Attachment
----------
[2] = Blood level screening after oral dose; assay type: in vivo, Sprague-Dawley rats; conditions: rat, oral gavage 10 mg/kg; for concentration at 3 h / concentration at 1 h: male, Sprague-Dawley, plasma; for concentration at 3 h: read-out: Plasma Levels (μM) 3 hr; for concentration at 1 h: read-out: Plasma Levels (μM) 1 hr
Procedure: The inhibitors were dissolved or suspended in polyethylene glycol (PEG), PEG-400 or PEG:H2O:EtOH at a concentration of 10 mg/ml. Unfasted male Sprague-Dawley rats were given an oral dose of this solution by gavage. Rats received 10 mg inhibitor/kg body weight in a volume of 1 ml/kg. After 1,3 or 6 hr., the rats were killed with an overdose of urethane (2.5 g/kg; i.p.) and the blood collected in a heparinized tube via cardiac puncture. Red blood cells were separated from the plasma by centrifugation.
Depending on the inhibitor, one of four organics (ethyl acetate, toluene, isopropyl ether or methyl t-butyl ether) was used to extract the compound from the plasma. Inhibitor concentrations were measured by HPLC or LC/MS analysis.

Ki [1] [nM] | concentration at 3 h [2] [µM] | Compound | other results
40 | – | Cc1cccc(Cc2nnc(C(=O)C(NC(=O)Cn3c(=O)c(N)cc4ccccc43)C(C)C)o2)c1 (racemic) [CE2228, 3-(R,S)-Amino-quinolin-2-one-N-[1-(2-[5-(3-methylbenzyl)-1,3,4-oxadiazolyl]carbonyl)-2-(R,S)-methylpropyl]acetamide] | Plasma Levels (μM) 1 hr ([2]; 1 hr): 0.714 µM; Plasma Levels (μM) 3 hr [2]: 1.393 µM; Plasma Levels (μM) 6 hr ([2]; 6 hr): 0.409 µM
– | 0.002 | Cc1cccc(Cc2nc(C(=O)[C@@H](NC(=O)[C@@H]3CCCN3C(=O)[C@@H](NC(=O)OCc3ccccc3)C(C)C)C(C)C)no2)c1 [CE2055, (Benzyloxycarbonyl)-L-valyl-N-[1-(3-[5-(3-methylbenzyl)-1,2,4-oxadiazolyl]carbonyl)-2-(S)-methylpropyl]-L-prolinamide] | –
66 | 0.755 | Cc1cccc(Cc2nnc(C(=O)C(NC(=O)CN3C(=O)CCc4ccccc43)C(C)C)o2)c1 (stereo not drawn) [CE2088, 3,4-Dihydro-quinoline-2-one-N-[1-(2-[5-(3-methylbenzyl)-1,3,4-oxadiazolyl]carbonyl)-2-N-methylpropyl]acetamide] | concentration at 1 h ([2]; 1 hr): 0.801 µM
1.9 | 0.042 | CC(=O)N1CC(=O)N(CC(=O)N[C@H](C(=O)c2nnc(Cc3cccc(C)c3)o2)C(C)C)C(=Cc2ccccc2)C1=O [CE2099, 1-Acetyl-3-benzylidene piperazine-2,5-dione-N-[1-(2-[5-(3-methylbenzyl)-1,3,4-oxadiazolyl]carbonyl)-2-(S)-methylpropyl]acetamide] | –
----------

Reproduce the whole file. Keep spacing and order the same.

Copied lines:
[2] = Blood level screening after oral dose; assay type: in vivo, Sprague-Dawley rats; conditions: rat, oral gavage 10 mg/kg; for concentration at 3 h / concentration at 1 h: male, Sprague-Dawley, plasma; for concentration at 3 h: read-out: Plasma Levels (μM) 3 hr; for concentration at 1 h: read-out: Plasma Levels (μM) 1 hr
Procedure: The inhibitors were dissolved or suspended in polyethylene glycol (PEG), PEG-400 or PEG:H2O:EtOH at a concentration of 10 mg/ml. Unfasted male Sprague-Dawley rats were given an oral dose of this solution by gavage. Rats received 10 mg inhibitor/kg body weight in a volume of 1 ml/kg. After 1,3 or 6 hr., the rats were killed with an overdose of urethane (2.5 g/kg; i.p.) and the blood collected in a heparinized tube via cardiac puncture. Red blood cells were separated from the plasma by centrifugation.
Depending on the inhibitor, one of four organics (ethyl acetate, toluene, isopropyl ether or methyl t-butyl ether) was used to extract the compound from the plasma. Inhibitor concentrations were measured by HPLC or LC/MS analysis.

Ki [1] [nM] | concentration at 3 h [2] [µM] | Compound | other results
40 | – | Cc1cccc(Cc2nnc(C(=O)C(NC(=O)Cn3c(=O)c(N)cc4ccccc43)C(C)C)o2)c1 (racemic) [CE2228, 3-(R,S)-Amino-quinolin-2-one-N-[1-(2-[5-(3-methylbenzyl)-1,3,4-oxadiazolyl]carbonyl)-2-(R,S)-methylpropyl]acetamide] | Plasma Levels (μM) 1 hr ([2]; 1 hr): 0.714 µM; Plasma Levels (μM) 3 hr [2]: 1.393 µM; Plasma Levels (μM) 6 hr ([2]; 6 hr): 0.409 µM
– | 0.002 | Cc1cccc(Cc2nc(C(=O)[C@@H](NC(=O)[C@@H]3CCCN3C(=O)[C@@H](NC(=O)OCc3ccccc3)C(C)C)C(C)C)no2)c1 [CE2055, (Benzyloxycarbonyl)-L-valyl-N-[1-(3-[5-(3-methylbenzyl)-1,2,4-oxadiazolyl]carbonyl)-2-(S)-methylpropyl]-L-prolinamide] | –
66 | 0.755 | Cc1cccc(Cc2nnc(C(=O)C(NC(=O)CN3C(=O)CCc4ccccc43)C(C)C)o2)c1 (stereo not drawn) [CE2088, 3,4-Dihydro-quinoline-2-one-N-[1-(2-[5-(3-methylbenzyl)-1,3,4-oxadiazolyl]carbonyl)-2-N-methylpropyl]acetamide] | concentration at 1 h ([2]; 1 hr): 0.801 µM
1.9 | 0.042 | CC(=O)N1CC(=O)N(CC(=O)N[C@H](C(=O)c2nnc(Cc3cccc(C)c3)o2)C(C)C)C(=Cc2ccccc2)C1=O [CE2099, 1-Acetyl-3-benzylidene piperazine-2,5-dione-N-[1-(2-[5-(3-methylbenzyl)-1,3,4-oxadiazolyl]carbonyl)-2-(S)-methylpropyl]acetamide] | –